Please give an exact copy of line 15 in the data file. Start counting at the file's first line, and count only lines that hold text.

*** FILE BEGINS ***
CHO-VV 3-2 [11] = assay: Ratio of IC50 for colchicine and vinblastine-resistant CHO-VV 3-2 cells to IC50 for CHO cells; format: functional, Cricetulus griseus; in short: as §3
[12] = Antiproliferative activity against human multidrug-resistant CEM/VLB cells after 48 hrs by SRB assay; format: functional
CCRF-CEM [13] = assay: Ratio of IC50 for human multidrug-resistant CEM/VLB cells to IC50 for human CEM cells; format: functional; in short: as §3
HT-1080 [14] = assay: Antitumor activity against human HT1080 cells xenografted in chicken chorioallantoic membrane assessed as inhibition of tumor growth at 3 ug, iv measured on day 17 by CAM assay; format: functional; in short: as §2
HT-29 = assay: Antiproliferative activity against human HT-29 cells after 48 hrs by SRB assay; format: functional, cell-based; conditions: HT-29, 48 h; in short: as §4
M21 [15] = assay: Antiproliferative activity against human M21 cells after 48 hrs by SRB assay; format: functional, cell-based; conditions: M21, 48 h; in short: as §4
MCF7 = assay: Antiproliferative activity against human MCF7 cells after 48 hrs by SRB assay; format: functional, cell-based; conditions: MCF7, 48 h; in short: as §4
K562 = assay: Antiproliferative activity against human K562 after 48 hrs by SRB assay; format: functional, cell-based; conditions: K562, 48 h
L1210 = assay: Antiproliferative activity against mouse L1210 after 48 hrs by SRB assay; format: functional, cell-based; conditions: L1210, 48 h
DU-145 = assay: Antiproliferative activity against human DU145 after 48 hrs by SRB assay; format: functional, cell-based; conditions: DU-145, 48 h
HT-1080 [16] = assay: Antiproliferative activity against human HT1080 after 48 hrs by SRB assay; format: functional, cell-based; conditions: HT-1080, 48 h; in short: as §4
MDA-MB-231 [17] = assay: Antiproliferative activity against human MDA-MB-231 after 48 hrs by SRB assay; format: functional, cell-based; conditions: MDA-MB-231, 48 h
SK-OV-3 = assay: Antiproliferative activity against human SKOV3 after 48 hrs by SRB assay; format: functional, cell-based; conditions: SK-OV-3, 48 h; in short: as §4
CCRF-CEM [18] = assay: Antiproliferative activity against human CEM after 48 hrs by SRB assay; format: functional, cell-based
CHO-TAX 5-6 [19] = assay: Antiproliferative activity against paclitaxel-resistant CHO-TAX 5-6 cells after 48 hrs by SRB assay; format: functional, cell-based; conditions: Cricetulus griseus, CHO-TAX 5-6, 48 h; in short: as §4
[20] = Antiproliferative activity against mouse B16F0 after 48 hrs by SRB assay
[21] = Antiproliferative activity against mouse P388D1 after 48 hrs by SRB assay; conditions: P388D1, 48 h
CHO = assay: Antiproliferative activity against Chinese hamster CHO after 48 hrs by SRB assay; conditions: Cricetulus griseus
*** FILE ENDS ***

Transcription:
CHO-TAX 5-6 [19] = assay: Antiproliferative activity against paclitaxel-resistant CHO-TAX 5-6 cells after 48 hrs by SRB assay; format: functional, cell-based; conditions: Cricetulus griseus, CHO-TAX 5-6, 48 h; in short: as §4